Pilot's Guide to Avionics 2015-16 Edition - 48
SAFETY PRODUCT PROSPECTS
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flying sector of general aviation.
These accidents account for approximately 40
percent of GA fatalities.
" We are not on the path to safety that we would like
to have," said Bill Schinstock, manager of regulations
and policy for the FAA's Small Airplane Directorate,
during the 2014 Aircraft Electronics Association
International Convention & Trade Show. " We're looking
for ways to improve safety without increasing the cost
and burden of compliance. That's why we're looking at
the ASTM standards."
Loss-of-control accidents as a group envelop a
range of catalysts: landing long and overrun the
runway; land badly in a crosswind, depart the runway;
and ground loop on touchdown.
The worst outcomes typically accompany LOC
accidents involving pattern work, arrival legs, takeoff
climb, missed-approach climbs and rejected-landing
climb-out. All are loss-of-control accidents and heavily
dosed with pilots struggling with their pitch control. A
little too slow, a little too low, and you're left with too
little time and too little altitude for recovery.
At pattern altitude and below, the outcomes are toooften fatal. Why do pilots still struggle to be inside safe
Certainly, the stall warning systems in Part 23
should provide a margin of safety; but only a regular
pilot will know with confidence whether any given
aircraft's really works accurately. Further, the ASI
suffers with its own shortcomings in stall-avoidance
Neither the stall horn nor the ASI compensate for
density altitude, G-loading or attitude.
As a rule, AoA systems make for accurate response
with indication consistently reflecting the aircraft's
margin in pitch before the onset of a stall - regardless
of attitude or ambient conditions.
The FAA sees the increased situational awareness
from AoA systems as a way to address a frequent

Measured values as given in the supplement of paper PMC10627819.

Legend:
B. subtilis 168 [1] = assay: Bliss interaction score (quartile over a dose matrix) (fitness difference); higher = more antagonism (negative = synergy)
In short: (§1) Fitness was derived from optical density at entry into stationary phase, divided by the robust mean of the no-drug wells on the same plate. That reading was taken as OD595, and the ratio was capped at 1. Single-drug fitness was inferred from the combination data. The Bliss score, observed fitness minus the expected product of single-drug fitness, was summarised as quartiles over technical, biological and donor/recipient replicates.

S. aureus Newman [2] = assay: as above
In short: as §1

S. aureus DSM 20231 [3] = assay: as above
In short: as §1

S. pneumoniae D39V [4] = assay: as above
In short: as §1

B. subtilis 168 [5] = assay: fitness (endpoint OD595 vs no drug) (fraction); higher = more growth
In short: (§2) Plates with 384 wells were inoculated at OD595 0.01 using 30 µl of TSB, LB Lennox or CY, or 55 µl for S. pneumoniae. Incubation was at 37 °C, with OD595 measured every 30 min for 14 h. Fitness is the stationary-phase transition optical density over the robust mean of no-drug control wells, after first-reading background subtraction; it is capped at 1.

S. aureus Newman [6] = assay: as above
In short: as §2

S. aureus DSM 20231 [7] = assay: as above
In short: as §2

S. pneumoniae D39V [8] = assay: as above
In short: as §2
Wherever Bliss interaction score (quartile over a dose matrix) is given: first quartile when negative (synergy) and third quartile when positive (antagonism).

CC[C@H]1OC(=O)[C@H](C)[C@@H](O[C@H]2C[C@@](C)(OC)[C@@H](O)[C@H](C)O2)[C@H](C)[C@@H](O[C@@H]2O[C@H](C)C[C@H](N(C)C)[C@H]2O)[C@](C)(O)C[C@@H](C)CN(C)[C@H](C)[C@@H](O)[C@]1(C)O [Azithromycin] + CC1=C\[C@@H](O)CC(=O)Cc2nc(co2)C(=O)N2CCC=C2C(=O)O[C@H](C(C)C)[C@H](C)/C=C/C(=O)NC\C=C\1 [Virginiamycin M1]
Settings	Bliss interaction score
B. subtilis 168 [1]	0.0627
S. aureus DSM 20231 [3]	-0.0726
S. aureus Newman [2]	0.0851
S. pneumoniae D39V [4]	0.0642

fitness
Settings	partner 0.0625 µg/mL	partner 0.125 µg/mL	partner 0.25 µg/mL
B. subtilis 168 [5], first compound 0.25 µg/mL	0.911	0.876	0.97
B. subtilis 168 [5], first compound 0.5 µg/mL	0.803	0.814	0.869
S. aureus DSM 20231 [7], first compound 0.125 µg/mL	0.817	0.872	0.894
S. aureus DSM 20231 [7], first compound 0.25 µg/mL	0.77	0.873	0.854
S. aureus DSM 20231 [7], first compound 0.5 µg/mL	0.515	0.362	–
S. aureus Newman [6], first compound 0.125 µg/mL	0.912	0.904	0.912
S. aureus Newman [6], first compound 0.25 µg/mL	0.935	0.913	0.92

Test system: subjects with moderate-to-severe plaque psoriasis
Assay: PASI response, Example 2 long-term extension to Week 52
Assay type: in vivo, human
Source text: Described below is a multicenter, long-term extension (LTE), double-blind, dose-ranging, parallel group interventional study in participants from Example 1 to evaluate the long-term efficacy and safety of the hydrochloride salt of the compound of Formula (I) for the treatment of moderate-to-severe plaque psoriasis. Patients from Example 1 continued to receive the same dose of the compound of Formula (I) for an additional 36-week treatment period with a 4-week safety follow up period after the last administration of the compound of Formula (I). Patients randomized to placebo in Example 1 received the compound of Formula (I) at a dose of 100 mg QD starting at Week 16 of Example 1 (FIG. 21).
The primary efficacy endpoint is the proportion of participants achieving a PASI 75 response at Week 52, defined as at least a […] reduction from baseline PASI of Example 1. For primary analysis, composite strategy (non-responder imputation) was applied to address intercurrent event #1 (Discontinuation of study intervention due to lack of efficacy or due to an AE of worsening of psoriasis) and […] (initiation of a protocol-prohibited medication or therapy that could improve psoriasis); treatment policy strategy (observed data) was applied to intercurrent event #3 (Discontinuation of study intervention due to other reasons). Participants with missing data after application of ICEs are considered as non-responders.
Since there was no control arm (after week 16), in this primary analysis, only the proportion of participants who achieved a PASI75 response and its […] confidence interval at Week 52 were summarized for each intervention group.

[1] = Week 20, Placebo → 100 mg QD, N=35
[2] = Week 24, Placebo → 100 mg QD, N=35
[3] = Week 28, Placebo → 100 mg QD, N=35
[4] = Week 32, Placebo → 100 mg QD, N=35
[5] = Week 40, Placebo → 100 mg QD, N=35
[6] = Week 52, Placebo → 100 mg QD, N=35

accident cause. " A lot of our fatal accidents (in general
aviation) are related to low-speed loss of control,"
In the words of a retired professional certified
flight instructor who spent years as a business-jet
"Reducing loss-of-control accidents
is a current top target of safety
experts; AoA systems are viewed
as an underutilized tool in general
aviation, one with great potential to
reduce loss-of-control accidents."
designated examiner, " The AoA doesn't fool around and
isn't fooled. It will tell you you're close to stall angleof-attack while the airspeed needle shows you're still
10, 12 knots away. An AoA gives the pilot an honest,
consistent cushion and a bigger window to react and
indicate a trend toward stall well before stall."
Organizations from the NTSB, the FAA, pilots and
business aviation groups, all indicate their intent to
focus on reducing LOC accidents through a number of
techniques and tools.
The option to supplement the ASI and stall-warning
device with a graphic, often audible, indication with
the new angle-of-attacks gives these safety advocates
a tool new to the rank-and-file piston-aircraft owners
but one with an established track record and respect
earned from thousands of flight-deck professionals:
airline pilots, business aviation flight crews and military
The FAA's February 2014 approval of the ASTM
standards for installation of complaint, nonrequired
angle-of-attack indicators is an example of the
possibilities emerging from the years-long Part 23
rewrite now coming into play.
" We're pretty excited," said Ric Peri, AEA vice
president of government and industry affairs. " We are
seeing the future and are moving ahead, and not just
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